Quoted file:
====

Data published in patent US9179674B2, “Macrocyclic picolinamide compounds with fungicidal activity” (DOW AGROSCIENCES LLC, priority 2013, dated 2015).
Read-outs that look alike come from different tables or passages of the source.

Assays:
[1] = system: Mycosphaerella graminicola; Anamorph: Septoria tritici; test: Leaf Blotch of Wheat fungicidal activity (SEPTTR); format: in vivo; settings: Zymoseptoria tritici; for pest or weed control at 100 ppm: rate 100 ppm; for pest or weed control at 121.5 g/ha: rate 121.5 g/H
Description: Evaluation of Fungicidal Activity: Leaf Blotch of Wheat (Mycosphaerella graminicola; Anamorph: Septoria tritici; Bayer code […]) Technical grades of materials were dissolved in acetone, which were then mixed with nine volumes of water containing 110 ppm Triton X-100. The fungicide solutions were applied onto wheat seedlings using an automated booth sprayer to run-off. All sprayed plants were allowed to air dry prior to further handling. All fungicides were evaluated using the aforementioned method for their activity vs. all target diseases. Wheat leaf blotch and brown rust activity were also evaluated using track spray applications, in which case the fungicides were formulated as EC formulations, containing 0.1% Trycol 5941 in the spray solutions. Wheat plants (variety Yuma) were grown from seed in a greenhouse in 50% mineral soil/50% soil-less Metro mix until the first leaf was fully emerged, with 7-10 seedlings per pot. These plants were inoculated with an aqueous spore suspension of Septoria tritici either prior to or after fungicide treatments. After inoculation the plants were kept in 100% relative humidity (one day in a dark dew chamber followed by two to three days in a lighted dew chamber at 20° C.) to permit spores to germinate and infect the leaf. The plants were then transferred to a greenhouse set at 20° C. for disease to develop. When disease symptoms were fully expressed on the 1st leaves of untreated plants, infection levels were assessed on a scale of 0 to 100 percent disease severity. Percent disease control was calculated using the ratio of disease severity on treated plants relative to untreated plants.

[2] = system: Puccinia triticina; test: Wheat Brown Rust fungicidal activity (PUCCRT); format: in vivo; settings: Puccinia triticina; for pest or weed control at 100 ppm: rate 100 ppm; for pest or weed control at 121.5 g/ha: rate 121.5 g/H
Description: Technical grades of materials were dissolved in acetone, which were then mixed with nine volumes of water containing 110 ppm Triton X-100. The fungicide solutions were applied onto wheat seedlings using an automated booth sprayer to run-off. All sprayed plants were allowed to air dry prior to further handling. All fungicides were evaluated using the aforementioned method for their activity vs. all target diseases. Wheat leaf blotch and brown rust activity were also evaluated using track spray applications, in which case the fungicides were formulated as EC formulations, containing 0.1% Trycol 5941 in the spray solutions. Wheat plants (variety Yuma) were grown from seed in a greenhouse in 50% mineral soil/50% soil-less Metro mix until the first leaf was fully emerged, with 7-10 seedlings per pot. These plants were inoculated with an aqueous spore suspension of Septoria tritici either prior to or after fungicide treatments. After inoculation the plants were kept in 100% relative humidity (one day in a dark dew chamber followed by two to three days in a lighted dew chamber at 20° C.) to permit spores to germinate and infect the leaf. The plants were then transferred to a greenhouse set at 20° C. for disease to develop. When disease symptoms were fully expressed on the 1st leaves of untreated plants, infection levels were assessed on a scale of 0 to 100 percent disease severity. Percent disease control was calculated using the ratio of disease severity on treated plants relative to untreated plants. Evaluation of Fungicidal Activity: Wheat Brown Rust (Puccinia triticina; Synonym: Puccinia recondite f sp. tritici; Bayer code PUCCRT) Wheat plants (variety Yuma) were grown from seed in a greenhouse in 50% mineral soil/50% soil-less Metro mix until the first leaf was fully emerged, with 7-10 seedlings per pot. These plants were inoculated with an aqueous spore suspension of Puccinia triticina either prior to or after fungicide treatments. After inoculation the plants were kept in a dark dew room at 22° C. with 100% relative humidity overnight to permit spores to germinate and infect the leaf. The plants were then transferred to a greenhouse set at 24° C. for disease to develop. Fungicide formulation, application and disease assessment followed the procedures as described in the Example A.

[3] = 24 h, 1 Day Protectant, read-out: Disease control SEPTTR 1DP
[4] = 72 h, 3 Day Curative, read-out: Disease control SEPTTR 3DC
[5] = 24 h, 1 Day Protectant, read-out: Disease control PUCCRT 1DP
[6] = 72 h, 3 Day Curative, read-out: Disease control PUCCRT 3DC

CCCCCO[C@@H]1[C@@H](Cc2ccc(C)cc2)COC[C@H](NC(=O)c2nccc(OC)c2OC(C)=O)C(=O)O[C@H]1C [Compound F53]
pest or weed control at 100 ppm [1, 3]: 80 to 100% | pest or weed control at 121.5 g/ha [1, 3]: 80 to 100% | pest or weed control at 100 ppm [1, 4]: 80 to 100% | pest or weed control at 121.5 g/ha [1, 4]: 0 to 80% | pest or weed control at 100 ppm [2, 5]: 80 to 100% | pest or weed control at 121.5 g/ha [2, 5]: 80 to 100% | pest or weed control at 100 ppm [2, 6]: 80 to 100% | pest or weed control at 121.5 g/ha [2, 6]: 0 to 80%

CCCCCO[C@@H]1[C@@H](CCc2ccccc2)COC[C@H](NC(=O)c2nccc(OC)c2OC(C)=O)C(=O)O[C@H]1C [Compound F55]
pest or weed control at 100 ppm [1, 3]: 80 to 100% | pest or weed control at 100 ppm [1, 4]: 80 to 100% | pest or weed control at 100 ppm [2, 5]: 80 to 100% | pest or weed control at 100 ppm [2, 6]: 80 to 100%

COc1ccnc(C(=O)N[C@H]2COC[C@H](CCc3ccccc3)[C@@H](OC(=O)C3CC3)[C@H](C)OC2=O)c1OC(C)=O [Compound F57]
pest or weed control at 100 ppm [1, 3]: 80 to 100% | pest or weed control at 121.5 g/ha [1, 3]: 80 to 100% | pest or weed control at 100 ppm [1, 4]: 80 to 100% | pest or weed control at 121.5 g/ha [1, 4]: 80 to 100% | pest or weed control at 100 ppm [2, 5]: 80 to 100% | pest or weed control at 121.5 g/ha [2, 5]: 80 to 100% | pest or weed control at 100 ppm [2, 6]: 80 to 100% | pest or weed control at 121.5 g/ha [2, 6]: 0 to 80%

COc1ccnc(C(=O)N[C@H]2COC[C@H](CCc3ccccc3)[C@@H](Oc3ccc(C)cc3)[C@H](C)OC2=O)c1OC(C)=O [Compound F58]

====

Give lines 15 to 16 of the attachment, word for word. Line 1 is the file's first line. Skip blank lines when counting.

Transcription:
pest or weed control at 100 ppm [1, 3]: 80 to 100% | pest or weed control at 100 ppm [1, 4]: 80 to 100% | pest or weed control at 100 ppm [2, 5]: 80 to 100% | pest or weed control at 100 ppm [2, 6]: 80 to 100%

COc1ccnc(C(=O)N[C@H]2COC[C@H](CCc3ccccc3)[C@@H](OC(=O)C3CC3)[C@H](C)OC2=O)c1OC(C)=O [Compound F57]